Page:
Friday, January 28, 2011
Overheard on CNN.com: Wounds of racial tension remain

 

COMMENT OF THE DAY: "The driving force of the African American's perception of identity is an innate sense of loss and separation from our original ethnic and cultural identities caused by the forced exodus of our people during the slave migration. Segregation of any sort only reminds our people of this forced loss, and more importantly, highlights our inability to ever regain the stability from knowing, 'I am who I am, because I emphatically know my history.' Segregation in any way is wrong and has no place within any society." --hourxiii

 

Pennsylvania school experiments with 'segregation'

 

The junior class at McCaskey East High School in Lancaster, Pennsylvania, is voluntarily segregated by the students, who organize themselves "by gender, race and/or language," school spokeswoman Kelly Burkholder said. Readers were mostly opposed to the idea, but there were a lot of readers who thought a project of this sort could help students if done right.

 

riley352 said, "Here is my white boy point of view. I'm comfortable around black people. I live in an upper-class neighborhood that is actually very diverse and my next door neighbors are black (as well as about 10 other homes in a one block radius). ... We need our children and their teachers to interact with each others regardless of race so that we can all learn to live together and MOVE ON. ... How this doesn't have everyone, regardless of race, calling for this principal's resignation is beyond me."

 

wierdeddie said, "We need to ease up on the political correctness, and find some solutions. If this program raises the test scores (more than what would be predicted by Hawthorne effect, etc.) then do it."

 

rakelts203 said, "Here's what will work: Segregate the students who are unteachable from the ones who want to learn something. The greatest pressures pushing public education into the dumper are disruptive students and uninvolved parents." SheepDetectr said in response, "THIS I agree with. When you have rotten kids or slow kids, they should be taken aside and helped accordingly. Teachers waste far too much time on disciplining rotten kids with stupid parents than actually teaching those that WANT to learn. But seperating by the made-up construct of race is rediculous!"

 

What protesters in Arab nations do -- and don't -- have in common

 

This article on recent demonstrations got people talking about the weighty issue of people's relationship with their government. Emile Hokayem, with the International Institute for Strategic Studies in the Middle East, said, "They're all protesting about growing inequalities, they're all protesting against growing nepotism. The top of the pyramid was getting richer and richer."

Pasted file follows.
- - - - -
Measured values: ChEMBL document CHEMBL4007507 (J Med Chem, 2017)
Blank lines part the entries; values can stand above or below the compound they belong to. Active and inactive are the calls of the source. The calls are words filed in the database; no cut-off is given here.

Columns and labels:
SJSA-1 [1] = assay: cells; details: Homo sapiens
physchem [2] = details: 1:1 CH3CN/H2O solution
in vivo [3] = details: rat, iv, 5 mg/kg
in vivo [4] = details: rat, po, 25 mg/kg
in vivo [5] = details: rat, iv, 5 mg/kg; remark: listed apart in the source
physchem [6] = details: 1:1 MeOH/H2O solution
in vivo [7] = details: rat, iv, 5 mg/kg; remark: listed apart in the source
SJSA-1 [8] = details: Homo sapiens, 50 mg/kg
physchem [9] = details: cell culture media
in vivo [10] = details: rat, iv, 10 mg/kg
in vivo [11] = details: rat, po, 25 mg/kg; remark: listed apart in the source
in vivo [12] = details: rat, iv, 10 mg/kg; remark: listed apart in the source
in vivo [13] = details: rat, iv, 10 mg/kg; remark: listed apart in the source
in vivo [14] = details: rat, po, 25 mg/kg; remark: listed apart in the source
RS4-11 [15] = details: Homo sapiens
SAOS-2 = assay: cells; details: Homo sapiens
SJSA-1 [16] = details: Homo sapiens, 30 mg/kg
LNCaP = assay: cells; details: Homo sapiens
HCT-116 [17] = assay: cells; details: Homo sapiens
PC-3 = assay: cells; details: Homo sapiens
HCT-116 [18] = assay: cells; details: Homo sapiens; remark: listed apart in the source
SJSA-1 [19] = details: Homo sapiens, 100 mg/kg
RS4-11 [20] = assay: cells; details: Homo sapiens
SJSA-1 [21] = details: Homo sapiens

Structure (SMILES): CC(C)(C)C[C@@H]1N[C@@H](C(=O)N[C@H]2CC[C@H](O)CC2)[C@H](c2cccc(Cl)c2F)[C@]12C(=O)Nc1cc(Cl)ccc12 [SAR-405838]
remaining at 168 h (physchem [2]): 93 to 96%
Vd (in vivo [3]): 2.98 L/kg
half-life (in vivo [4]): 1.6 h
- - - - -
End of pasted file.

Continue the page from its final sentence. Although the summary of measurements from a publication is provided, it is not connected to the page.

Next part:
Many commenters said the feeling is mutual all over the globe, and suggested that people in the U.S. are feeling similar angst. nwJpublic wrote, "People worldwide are tired of not being heard. Government leaders would be wise to step off their thrones and listen to the people. The unrest will only spread unless they wake up and realize the power of the common men and women."

 

Bloggulator said, "The Arabs are protesting about EXACTLY what is happening in America. They want freedom, an end to corruption, plutocracy and nepotism, and they are in the streets, angry as a swarm of bees. Meanwhile, here in the U.S., we are taking it up the proverbial backside, and doing nothing. What a bunch of wimps the U.S. public are, except they are probably so ignorant, because of broad corporate media brainwashing, that they think they are free."

 

Ragsntags said, "They're complaining about the same conditions we experience here in the good old USA." Gosolar96 said in reply, "Americans have more 'stuff' than almost everyone else in the world, and people still complain that its not enough. And you wonder why everyone hates us." callmetibbs wrote, "Coming soon to America..." heatsketch said this probably won't happen in America, but, "It'll happen across Europe by the end of the decade, though."

 

Firedog51 wrote, "OK, let me see if I have this straight, Middle class is a blocked elite, Growing inequalities, petrolium and food prices sky rocketing, disparity between rich and poor, labor movements left behind and not sharing in economic growth and manipulating media outlets, Sounds like this country after 8 years of the Bush administration and everything that the Boehner, McConnell, Cantor and Republicans stand for."

 

Gosolar96 responded, "You're right Firedog. The poor in this county are forced to watch TV on a 40-inch flatscreen while the rich watch TV on a 60-inch flatscreen. ... I am ashamed to live in a country that alows such inequality."

 

Remembering the Challenger disaster, 25 years later